In a near-future America torn apart by wars and pandemics, the McBride family has fled the city in search of isolation and sanctuary in the wilds of Alaska. All the conveniences of modern life have been consumed by the conflict, and the McBrides eke out a subsistence existence by hunting, trapping, fishing and growing what few crops will tolerate the harsh climate. The family’s story of frontier survival is narrated by Lynn, a self-reliant and wilful 23-year-old who was just twelve when the world collapsed - forcing her to leave her old life behind to become a refugee with her uncle, mother and brother.
Mourning the loss of her father and the comforts of her childhood years, Lynn has still been able to reconcile herself to her surroundings and has acquired an impressive array of new skills, not least as a tracker and an archer. But the remote Alaskan woodlands is an unforgiving place, and with the family crammed together in small log dwellings, and with few other people for company, Lynn finds life claustrophobic and frustrating.
When she encounters a solitary traveller in the snow-covered hills she is both elated and concerned, while her family are immediately suspicious. But the arrival of this stranger in their midst will be the catalyst that turns their settled lives upside down, revealing long-hidden secrets and exposing the settlers to unimaginable dangers as their separation from the old world is put in jeopardy.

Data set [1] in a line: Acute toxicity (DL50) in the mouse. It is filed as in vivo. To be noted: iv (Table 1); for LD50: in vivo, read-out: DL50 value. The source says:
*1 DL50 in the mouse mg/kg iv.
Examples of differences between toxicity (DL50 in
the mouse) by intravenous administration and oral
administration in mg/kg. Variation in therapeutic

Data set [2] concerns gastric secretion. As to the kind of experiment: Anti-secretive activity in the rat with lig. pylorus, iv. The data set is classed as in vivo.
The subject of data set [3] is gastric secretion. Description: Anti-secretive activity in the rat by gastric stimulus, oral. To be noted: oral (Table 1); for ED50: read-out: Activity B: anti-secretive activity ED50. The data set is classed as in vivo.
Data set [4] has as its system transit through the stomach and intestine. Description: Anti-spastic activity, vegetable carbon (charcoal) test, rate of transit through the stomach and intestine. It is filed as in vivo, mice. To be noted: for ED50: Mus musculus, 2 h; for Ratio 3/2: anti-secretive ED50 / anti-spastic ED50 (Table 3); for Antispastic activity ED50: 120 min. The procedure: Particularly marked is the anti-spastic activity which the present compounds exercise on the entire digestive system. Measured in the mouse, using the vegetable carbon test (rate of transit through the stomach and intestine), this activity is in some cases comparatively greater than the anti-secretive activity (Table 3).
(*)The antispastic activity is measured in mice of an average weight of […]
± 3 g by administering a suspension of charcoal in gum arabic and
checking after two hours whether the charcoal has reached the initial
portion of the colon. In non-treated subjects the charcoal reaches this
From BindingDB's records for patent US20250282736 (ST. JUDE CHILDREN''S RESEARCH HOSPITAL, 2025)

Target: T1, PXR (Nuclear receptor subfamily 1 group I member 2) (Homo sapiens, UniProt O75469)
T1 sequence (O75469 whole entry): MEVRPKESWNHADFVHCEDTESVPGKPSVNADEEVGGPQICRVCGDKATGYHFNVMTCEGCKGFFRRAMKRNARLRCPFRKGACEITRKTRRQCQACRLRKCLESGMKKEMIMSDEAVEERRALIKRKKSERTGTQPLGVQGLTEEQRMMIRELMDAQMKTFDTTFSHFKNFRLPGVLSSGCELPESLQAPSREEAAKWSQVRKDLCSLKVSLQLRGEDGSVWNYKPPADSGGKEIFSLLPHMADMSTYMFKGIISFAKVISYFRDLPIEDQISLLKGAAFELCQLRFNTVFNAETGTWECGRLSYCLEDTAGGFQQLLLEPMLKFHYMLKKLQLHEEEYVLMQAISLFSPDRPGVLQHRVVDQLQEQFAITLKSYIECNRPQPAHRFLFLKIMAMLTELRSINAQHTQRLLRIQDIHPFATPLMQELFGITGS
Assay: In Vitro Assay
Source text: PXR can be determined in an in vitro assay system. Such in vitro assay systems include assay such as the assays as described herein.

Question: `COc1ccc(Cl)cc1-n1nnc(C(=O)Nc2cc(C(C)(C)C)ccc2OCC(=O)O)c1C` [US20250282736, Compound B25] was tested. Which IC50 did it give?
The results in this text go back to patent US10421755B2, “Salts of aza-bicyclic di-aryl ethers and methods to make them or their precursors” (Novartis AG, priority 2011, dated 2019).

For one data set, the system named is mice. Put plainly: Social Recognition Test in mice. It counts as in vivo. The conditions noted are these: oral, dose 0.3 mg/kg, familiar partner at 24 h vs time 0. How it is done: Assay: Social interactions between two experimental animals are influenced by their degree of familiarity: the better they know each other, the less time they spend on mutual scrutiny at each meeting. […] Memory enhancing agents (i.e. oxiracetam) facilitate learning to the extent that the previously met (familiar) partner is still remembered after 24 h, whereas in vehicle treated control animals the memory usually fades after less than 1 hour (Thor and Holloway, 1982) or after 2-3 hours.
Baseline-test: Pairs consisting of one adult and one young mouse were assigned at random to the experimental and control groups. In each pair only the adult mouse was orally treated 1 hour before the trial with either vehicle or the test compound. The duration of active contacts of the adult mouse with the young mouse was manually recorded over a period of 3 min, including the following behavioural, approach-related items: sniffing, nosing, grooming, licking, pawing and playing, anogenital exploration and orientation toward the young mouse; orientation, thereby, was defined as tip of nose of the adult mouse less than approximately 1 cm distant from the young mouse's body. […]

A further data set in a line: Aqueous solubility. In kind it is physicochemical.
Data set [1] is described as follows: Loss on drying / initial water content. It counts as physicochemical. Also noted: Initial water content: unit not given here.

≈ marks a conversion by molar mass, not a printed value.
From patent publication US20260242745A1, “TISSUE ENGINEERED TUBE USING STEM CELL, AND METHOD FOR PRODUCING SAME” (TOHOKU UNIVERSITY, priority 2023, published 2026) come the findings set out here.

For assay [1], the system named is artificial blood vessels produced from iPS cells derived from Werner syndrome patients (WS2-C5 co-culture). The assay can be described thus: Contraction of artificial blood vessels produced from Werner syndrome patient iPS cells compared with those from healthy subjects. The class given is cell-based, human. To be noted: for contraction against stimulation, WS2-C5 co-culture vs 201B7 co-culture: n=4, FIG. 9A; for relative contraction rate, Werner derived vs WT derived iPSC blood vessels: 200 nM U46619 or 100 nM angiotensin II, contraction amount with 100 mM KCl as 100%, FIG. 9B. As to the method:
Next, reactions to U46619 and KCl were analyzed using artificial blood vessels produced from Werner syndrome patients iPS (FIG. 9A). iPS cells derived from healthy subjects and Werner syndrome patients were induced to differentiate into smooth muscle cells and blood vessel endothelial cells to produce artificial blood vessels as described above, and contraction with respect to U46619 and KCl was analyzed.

There’s no question that the storyline of Tyrell Johnson’s debut novel The Wolves of Winter contains some familiar beats, or that the near-apocalypse genre is an overcrowded one in current fantasy and sci-fi literature.
Yet Johnson’s absorbing tale deserves attention not least because of the vivid descriptions of the precarity of existence in the wintry, mountainous Alaskan setting; or for the frequent twists and turns of a thrilling and unpredictable plot. But above all, it is the warmth and the resilient mindset of narrator Lynn that draws the reader into this story. She is a compelling and sympathetic heroine, whose motivations and preoccupations it is easy to identify and to empathise with.
As the seclusion of the family is breached, Johnson rolls back the timeline of the story to reveal more about the outbreak of the first armed clashes, the international political schisms, the spread of a plague virus, and the response of the US authorities to the mounting, compound crises. This makes for some unsettling (and all too plausible) reading, but the real focus here is not on the epic geopolitics of the disaster that has engulfed the world, but on the repercussions that that calamity has had on one extended family (albeit a far from ordinary one) over a period of years.
The finale sets up the possibility of future instalments in what could be developed into a multi-part series. Yet The Wolves of Winter already succeeds as a taut standalone story, which explores, to satisfying effect, the wickedness and the selflessness that human beings are capable of displaying in conditions of extremes.
THE WOLVES OF WINTER / AUTHOR: TYRELL JOHNSON / PUBLISHER: HARPERCOLLINS / RELEASE DATE: JANUARY 11TH 2018